MOBILE, Ala. -- It's been noticed by just about everyone except what we call the "liberal establishment" that of the eight Senate seats now up for grabs, four are in the South -- Arkansas, Kentucky, Louisiana and North Carolina. H. Brandt (Brandy) Ayers, the publisher of The Anniston Star in Alabama, has certainly noticed the neglect. And boy, is he frustrated.
Ayers is both a staunch liberal and Southern to the core. If the Democratic Party wants to establish a healthy dialogue in the Southern states, he told me, it has to first say, "We like you." Liberals can't just sigh at the troublesome region's sharp move right and say, "That's a Southern thing."
President Obama's speech at the United Nations last week was "an important turning point in American foreign policy -- and in his presidency." That's the verdict of Brookings Institution scholar and former Clinton White House aide William Galston, a Democrat who has not been an unqualified admirer of this Democratic president's foreign policy.
Whether Obama's decision to launch air strikes against the Islamic State of Iraq and Syria and Khorasan terrorists is a turning point, it was at least a move in the direction of a tradition in American foreign policy that has been conspicuously lacking in his administration.
Last week, the voters of Scotland, in a heavy turnout and from age 16 up, decided not to disunite what has been arguably one of the most successful and beneficial nations over the last 307 years, the necessarily clunkily named United Kingdom of Great Britain and Northern Ireland.
It was a relatively close-run thing: 45 percent voted for an independent Scotland, just 383,000 fewer than voted for Scotland to remain part of the now-not-necessary-to-be-renamed UK.
It shouldn't be this way, but the well-to-do tend to dominate public conversations in this country. The result has been a national preoccupation with the comfort, safety and psychological health of children like theirs -- that is, children who go to college.
Thus, the students' problems get customized attention. Government asks: How can we protect women on campus from sexual assault? How can we stop students who drink too much or are "underage"?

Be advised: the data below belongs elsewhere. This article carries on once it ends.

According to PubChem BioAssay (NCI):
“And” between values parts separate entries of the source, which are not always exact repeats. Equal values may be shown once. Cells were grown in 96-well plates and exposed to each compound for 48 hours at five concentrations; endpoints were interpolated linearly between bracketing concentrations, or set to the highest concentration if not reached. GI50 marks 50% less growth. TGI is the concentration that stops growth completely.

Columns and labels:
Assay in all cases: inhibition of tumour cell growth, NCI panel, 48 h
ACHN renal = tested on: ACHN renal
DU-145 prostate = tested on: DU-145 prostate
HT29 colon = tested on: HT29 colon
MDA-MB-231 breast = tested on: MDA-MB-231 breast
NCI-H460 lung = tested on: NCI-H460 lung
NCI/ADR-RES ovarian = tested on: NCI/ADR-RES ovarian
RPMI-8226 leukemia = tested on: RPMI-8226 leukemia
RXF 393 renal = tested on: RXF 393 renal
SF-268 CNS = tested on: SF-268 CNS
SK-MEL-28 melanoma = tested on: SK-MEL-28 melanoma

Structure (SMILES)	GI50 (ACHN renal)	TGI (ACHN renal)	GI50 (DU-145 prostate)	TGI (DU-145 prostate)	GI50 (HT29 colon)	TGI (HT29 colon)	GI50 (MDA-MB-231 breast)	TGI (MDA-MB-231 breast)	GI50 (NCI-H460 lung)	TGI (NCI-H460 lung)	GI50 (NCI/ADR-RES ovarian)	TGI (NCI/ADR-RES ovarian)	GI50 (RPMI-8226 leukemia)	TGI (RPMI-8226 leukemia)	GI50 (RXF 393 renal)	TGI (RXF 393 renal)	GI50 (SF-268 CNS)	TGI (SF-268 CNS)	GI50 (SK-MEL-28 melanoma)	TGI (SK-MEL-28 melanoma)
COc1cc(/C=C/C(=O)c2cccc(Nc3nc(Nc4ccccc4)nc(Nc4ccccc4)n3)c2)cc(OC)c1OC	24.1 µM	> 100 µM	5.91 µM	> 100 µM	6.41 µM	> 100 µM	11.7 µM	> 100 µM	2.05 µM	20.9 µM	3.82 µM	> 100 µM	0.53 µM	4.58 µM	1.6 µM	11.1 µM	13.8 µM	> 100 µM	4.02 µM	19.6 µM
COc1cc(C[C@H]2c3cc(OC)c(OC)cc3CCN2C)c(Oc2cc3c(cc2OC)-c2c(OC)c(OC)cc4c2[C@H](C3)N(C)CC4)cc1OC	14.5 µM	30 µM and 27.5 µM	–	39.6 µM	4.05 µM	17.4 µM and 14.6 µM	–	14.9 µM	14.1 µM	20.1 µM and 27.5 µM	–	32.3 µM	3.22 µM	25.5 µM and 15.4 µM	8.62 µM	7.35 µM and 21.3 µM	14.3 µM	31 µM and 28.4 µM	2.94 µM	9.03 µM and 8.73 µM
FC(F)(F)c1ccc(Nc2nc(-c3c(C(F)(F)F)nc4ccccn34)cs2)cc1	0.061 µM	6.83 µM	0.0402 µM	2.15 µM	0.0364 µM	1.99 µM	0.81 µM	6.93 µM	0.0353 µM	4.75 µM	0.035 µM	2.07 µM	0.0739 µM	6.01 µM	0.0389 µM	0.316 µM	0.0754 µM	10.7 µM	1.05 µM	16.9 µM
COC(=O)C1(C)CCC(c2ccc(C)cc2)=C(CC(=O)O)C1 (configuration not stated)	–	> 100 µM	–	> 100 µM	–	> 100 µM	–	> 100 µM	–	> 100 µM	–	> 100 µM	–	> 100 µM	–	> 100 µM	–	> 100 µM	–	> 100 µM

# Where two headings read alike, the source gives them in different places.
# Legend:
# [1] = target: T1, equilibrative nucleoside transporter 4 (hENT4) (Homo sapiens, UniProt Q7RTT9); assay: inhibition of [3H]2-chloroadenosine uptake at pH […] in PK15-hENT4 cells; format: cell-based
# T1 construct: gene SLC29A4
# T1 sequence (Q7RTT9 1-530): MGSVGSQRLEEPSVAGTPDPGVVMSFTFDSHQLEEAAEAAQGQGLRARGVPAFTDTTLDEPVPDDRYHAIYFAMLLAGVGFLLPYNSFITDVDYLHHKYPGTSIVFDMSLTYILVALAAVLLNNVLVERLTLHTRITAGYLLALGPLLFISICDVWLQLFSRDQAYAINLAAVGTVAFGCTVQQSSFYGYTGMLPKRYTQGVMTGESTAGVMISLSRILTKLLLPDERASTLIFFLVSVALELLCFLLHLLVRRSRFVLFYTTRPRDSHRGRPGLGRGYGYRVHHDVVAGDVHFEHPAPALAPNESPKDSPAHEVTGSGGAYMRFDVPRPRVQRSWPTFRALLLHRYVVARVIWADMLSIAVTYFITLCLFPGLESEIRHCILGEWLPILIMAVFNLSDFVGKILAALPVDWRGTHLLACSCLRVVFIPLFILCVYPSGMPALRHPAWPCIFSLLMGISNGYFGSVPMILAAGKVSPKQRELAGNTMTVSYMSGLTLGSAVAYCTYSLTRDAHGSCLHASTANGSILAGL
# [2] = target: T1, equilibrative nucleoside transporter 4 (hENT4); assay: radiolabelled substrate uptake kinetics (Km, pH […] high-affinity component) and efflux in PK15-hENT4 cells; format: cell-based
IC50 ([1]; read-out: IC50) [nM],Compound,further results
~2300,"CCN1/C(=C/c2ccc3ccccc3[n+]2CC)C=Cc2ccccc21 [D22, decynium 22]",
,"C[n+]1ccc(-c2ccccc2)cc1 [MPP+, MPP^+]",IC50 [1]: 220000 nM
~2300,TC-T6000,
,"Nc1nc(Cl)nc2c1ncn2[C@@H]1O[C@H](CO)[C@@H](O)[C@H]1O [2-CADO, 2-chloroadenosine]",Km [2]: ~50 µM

It's hard to believe that sexual predators roam more freely at the dorms than in society at large. Or that there's more drunkenness around student hangouts than at working-class bars
The national numbers indicate that Republicans should be on the verge of big House gains. But a district-by-district analysis suggests a different story.
As the Republican right's fear swells in advance of Hillary Clinton's anticipated presidential campaign, conservatives' feverish smears increasingly resemble the desperate gambits of a certain Wile E. Coyote. The latest episode in their cartoonish crusade appeared in The Washington Free Beacon, which headlined "The Hillary Letters" the other day with an ominous subhead: "Hillary Clinton, Saul Alinsky correspondence revealed."
Democrats often call themselves "pro-choice." Republicans defend "freedom." Unfortunately, neither party really believes in letting individuals do what we want.
When Democrats say they are "pro-choice," they are talking about abortion. Some act as if a right to legal abortion is the most important freedom in America.
The low point of the Obamacare debate -- and there was much probing of the floor -- had to be the "death panel" charge. It was the creepiest in a volley of lies aimed at killing health care reform.
What was the fuss about? A proposal to pay doctors for time spent talking to patients about the kind of care they wanted in their last days. Such conversations would be entirely voluntary.
What should we do about immigration policy? It's a question many are asking, and some useful perspective comes from an article in Foreign Affairs by British-born, California-based historian Gregory Clark, unhelpfully titled, "The American Dream Is an Illusion."
If the latest polls are accurate, most voters believe that Republican politicians deserve greater trust on matters of national security. At a moment when Americans feel threatened by rising terrorist movements and authoritarian regimes, that finding is politically salient -- and proves that amnesia is the most durable affliction of our democracy.